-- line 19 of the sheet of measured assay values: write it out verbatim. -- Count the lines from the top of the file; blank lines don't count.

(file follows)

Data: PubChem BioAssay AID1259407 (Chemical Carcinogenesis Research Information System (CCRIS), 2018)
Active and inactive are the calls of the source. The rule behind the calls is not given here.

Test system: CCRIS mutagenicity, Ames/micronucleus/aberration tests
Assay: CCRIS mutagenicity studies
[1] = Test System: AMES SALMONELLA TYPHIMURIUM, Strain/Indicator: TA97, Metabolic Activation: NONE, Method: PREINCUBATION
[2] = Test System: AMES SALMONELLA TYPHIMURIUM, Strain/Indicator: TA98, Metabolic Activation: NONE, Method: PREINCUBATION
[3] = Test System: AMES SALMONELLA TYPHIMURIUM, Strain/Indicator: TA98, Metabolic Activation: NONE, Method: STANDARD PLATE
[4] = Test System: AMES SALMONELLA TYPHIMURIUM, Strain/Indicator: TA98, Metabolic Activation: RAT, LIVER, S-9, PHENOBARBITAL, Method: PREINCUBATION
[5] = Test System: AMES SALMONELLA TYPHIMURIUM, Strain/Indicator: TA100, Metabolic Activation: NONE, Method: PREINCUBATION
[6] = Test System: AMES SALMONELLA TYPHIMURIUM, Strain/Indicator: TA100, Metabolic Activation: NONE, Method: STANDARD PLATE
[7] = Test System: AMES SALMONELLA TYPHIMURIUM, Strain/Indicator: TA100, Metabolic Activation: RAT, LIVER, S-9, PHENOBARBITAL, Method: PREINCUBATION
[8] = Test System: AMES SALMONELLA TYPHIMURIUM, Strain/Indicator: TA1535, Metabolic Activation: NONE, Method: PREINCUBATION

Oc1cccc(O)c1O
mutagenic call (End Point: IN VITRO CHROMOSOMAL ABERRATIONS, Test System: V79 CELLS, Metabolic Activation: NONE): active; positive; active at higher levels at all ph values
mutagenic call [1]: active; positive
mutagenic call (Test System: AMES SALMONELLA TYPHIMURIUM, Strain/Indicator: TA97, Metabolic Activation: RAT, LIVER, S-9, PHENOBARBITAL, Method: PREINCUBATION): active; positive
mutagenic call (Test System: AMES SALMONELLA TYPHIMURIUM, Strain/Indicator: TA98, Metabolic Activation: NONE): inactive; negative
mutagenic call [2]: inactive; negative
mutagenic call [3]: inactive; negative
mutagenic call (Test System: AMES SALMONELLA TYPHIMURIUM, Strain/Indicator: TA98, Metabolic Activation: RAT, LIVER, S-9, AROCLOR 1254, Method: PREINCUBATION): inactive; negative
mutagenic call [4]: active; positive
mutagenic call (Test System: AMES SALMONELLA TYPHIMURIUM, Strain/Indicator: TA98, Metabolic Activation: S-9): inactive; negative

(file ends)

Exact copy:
mutagenic call [3]: inactive; negative